Production began on Fantastic Four: Rise of the Silver Surfer almost immediately. Released in 2007, the film featured the entire returning cast as well as the addition of Lawrence Fishburne voicing the title character, the Silver Surfer. Fans and critics divided over the film, some enjoying the better action pieces while others decried the poor production choices (such as Galactus, the Space Hurricane). Despite having a larger budget, the film did not perform nearly as well, and Marvel and 21st Century Fox postponed future installments of the series.

Fantastic 4

It was not until 2015, a decade after the original movie released, that Fox tried again. After an announcement in 2009, production actively began in 2012 with the hiring of Josh Trank to direct. Filming first began in Baton Rouge, Louisiana in 2014 and the movie was done and released in fifteen months. The movie reimagines the origin of the Fantastic Four, casting them as teenagers and notably changing Johnny and Susan Storm into adoptive siblings rather than biological. 

Unfortunately, the movie was not a hit. Against a budget of $155 million, the movie made only $170  million, not even making a dent into the advertising used above and beyond the cost to make the movie. Additionally, critics and fans alike panned the movie, citing various issues ranging from character design to story to special effects and even lighting. Needless to say, 20th Century Fox cancelled plans for a sequal. 

In the aftermath of the movie's failure, 20th Century Fox returned to the drawing board. Before plans could be finalized on future movies, Disney procured 20th Century Fox. The purchase, in addition to various television channels and the 20th Century Fox movie catalog, also included the various Marvel properties 20th Century Fox had licensed, such as the X-Men, Deadpool, and the Fantastic Four. Reacquiring these films allows Disney and Marvel to integrate them into the Marvel Cinematic Universe. After the deal finalized in 2019, Kevin Feige of Marvel officially announced an upcoming Fantastic Four film, release date pending.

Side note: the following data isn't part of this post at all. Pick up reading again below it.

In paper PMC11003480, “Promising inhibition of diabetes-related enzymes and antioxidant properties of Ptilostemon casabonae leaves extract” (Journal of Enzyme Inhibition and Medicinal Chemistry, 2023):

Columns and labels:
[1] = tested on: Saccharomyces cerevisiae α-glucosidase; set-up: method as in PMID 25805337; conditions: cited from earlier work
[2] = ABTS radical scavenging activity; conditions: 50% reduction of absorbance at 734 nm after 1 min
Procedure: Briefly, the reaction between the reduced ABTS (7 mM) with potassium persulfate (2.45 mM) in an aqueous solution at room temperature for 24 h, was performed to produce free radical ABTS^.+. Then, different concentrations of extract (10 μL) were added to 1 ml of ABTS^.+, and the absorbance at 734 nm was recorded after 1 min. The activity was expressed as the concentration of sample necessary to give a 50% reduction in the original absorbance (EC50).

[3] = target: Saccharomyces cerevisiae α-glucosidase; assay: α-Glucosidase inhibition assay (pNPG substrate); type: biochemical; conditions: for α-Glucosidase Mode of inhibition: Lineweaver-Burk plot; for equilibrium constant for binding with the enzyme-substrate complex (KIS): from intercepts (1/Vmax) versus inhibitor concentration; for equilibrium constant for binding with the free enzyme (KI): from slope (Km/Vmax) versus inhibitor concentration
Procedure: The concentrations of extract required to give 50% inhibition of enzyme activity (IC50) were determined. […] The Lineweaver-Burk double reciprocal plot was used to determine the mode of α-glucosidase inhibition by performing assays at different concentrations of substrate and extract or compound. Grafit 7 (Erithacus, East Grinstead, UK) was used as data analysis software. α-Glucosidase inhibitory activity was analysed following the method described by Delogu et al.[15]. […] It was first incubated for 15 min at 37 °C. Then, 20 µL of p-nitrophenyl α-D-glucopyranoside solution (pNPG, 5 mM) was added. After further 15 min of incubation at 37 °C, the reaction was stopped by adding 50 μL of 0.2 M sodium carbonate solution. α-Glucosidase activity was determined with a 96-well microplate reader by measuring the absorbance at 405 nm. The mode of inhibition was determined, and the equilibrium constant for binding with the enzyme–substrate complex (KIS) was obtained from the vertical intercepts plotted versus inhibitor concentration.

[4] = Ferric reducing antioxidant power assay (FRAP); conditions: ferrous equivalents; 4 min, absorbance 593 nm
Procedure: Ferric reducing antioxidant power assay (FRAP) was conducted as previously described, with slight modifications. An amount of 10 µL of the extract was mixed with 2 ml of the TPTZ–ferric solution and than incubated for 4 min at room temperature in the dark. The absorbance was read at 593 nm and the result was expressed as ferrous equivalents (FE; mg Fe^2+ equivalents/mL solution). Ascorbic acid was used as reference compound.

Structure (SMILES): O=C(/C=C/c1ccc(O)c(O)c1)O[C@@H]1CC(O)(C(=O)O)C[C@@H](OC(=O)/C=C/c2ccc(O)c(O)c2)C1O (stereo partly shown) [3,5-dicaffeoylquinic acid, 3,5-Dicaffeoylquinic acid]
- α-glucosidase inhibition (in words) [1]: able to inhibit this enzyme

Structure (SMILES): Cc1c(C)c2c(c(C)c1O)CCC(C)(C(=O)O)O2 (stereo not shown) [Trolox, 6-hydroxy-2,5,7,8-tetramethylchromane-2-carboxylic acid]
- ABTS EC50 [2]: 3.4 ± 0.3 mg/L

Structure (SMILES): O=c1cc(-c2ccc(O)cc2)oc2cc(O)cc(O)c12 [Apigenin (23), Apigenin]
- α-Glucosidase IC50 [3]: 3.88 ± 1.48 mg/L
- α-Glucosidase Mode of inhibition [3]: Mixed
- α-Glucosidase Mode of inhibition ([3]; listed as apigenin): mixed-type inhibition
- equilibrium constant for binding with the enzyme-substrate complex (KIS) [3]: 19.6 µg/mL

Additionally, there are existing plans for movies based on both Dr. Doom and The Silver Surfer, potentially to be added to the Marvel Cinematic Universe. The Dr. Doom film saw limited work in 2017 under Noah Hawley, but plans were put on hold with the Disney-Fox merger, and it remains to be seen if this film will go any further or be scrapped. The Silver Surfer has been worked on since 2018 by Brian K. Vaughan, and Marvel Studios is now directly working on bringing that project to life.

Stay tuned next month for coverage on the Invincible Iron Man!